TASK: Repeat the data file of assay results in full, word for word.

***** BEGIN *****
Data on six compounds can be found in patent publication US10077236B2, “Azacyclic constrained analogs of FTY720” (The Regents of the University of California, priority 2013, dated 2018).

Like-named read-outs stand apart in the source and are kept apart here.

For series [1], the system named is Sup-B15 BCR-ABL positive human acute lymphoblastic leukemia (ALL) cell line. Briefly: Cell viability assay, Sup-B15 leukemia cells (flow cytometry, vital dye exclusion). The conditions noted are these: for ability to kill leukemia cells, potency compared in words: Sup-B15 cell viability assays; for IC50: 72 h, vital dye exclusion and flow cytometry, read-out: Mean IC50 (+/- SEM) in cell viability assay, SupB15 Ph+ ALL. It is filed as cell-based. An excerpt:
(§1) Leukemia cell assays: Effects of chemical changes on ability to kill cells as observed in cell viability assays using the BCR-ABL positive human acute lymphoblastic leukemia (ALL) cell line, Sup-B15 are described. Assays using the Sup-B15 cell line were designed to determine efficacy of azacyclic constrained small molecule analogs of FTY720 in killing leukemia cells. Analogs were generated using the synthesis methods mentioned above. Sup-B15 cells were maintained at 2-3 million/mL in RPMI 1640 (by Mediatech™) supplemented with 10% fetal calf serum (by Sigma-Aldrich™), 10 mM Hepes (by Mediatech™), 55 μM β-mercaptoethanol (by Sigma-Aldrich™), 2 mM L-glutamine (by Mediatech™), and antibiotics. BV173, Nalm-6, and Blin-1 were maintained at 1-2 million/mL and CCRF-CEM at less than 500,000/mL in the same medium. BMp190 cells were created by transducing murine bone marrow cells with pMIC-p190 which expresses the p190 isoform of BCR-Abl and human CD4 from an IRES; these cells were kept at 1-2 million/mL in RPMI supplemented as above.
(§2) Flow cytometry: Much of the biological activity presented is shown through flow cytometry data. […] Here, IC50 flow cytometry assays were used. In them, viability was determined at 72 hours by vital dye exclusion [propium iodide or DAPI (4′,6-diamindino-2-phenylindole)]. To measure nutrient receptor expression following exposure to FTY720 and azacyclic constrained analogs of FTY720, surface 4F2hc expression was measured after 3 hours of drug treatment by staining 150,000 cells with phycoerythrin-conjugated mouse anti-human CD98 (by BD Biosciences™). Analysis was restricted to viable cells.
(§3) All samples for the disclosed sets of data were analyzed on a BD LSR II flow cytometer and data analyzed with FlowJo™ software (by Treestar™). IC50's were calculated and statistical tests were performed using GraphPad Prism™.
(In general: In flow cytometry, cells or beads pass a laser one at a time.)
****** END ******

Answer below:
Data on six compounds can be found in patent publication US10077236B2, “Azacyclic constrained analogs of FTY720” (The Regents of the University of California, priority 2013, dated 2018).

Like-named read-outs stand apart in the source and are kept apart here.

For series [1], the system named is Sup-B15 BCR-ABL positive human acute lymphoblastic leukemia (ALL) cell line. Briefly: Cell viability assay, Sup-B15 leukemia cells (flow cytometry, vital dye exclusion). The conditions noted are these: for ability to kill leukemia cells, potency compared in words: Sup-B15 cell viability assays; for IC50: 72 h, vital dye exclusion and flow cytometry, read-out: Mean IC50 (+/- SEM) in cell viability assay, SupB15 Ph+ ALL. It is filed as cell-based. An excerpt:
(§1) Leukemia cell assays: Effects of chemical changes on ability to kill cells as observed in cell viability assays using the BCR-ABL positive human acute lymphoblastic leukemia (ALL) cell line, Sup-B15 are described. Assays using the Sup-B15 cell line were designed to determine efficacy of azacyclic constrained small molecule analogs of FTY720 in killing leukemia cells. Analogs were generated using the synthesis methods mentioned above. Sup-B15 cells were maintained at 2-3 million/mL in RPMI 1640 (by Mediatech™) supplemented with 10% fetal calf serum (by Sigma-Aldrich™), 10 mM Hepes (by Mediatech™), 55 μM β-mercaptoethanol (by Sigma-Aldrich™), 2 mM L-glutamine (by Mediatech™), and antibiotics. BV173, Nalm-6, and Blin-1 were maintained at 1-2 million/mL and CCRF-CEM at less than 500,000/mL in the same medium. BMp190 cells were created by transducing murine bone marrow cells with pMIC-p190 which expresses the p190 isoform of BCR-Abl and human CD4 from an IRES; these cells were kept at 1-2 million/mL in RPMI supplemented as above.
(§2) Flow cytometry: Much of the biological activity presented is shown through flow cytometry data. […] Here, IC50 flow cytometry assays were used. In them, viability was determined at 72 hours by vital dye exclusion [propium iodide or DAPI (4′,6-diamindino-2-phenylindole)]. To measure nutrient receptor expression following exposure to FTY720 and azacyclic constrained analogs of FTY720, surface 4F2hc expression was measured after 3 hours of drug treatment by staining 150,000 cells with phycoerythrin-conjugated mouse anti-human CD98 (by BD Biosciences™). Analysis was restricted to viable cells.
(§3) All samples for the disclosed sets of data were analyzed on a BD LSR II flow cytometer and data analyzed with FlowJo™ software (by Treestar™). IC50's were calculated and statistical tests were performed using GraphPad Prism™.
(In general: In flow cytometry, cells or beads pass a laser one at a time.)